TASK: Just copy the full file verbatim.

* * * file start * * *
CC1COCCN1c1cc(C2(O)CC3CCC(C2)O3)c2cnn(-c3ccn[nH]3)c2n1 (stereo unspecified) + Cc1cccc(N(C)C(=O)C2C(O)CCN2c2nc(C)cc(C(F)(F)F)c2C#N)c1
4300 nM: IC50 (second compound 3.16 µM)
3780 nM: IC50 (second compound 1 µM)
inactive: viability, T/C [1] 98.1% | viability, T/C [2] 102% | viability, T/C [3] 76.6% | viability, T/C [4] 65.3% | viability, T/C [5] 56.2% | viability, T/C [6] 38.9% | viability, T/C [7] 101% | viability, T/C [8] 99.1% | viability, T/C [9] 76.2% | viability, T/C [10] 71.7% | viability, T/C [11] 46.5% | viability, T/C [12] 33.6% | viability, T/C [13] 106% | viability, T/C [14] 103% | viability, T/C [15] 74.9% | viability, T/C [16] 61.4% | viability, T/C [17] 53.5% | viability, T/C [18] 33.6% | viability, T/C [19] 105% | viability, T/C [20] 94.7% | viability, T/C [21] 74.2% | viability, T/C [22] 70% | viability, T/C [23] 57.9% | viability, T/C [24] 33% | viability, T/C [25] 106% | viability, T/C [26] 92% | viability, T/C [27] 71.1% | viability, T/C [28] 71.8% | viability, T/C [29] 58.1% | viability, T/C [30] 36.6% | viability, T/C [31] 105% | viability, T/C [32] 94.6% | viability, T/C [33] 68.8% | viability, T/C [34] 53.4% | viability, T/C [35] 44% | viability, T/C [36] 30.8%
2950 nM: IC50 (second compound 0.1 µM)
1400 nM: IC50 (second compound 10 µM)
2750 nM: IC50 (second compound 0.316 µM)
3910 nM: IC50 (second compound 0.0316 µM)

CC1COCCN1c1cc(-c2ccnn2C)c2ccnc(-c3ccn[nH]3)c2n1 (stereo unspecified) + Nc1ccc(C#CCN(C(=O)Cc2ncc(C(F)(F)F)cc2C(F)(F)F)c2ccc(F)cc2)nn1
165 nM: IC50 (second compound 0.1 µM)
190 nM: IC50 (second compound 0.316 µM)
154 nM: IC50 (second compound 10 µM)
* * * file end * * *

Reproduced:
CC1COCCN1c1cc(C2(O)CC3CCC(C2)O3)c2cnn(-c3ccn[nH]3)c2n1 (stereo unspecified) + Cc1cccc(N(C)C(=O)C2C(O)CCN2c2nc(C)cc(C(F)(F)F)c2C#N)c1
4300 nM: IC50 (second compound 3.16 µM)
3780 nM: IC50 (second compound 1 µM)
inactive: viability, T/C [1] 98.1% | viability, T/C [2] 102% | viability, T/C [3] 76.6% | viability, T/C [4] 65.3% | viability, T/C [5] 56.2% | viability, T/C [6] 38.9% | viability, T/C [7] 101% | viability, T/C [8] 99.1% | viability, T/C [9] 76.2% | viability, T/C [10] 71.7% | viability, T/C [11] 46.5% | viability, T/C [12] 33.6% | viability, T/C [13] 106% | viability, T/C [14] 103% | viability, T/C [15] 74.9% | viability, T/C [16] 61.4% | viability, T/C [17] 53.5% | viability, T/C [18] 33.6% | viability, T/C [19] 105% | viability, T/C [20] 94.7% | viability, T/C [21] 74.2% | viability, T/C [22] 70% | viability, T/C [23] 57.9% | viability, T/C [24] 33% | viability, T/C [25] 106% | viability, T/C [26] 92% | viability, T/C [27] 71.1% | viability, T/C [28] 71.8% | viability, T/C [29] 58.1% | viability, T/C [30] 36.6% | viability, T/C [31] 105% | viability, T/C [32] 94.6% | viability, T/C [33] 68.8% | viability, T/C [34] 53.4% | viability, T/C [35] 44% | viability, T/C [36] 30.8%
2950 nM: IC50 (second compound 0.1 µM)
1400 nM: IC50 (second compound 10 µM)
2750 nM: IC50 (second compound 0.316 µM)
3910 nM: IC50 (second compound 0.0316 µM)

CC1COCCN1c1cc(-c2ccnn2C)c2ccnc(-c3ccn[nH]3)c2n1 (stereo unspecified) + Nc1ccc(C#CCN(C(=O)Cc2ncc(C(F)(F)F)cc2C(F)(F)F)c2ccc(F)cc2)nn1
165 nM: IC50 (second compound 0.1 µM)
190 nM: IC50 (second compound 0.316 µM)
154 nM: IC50 (second compound 10 µM)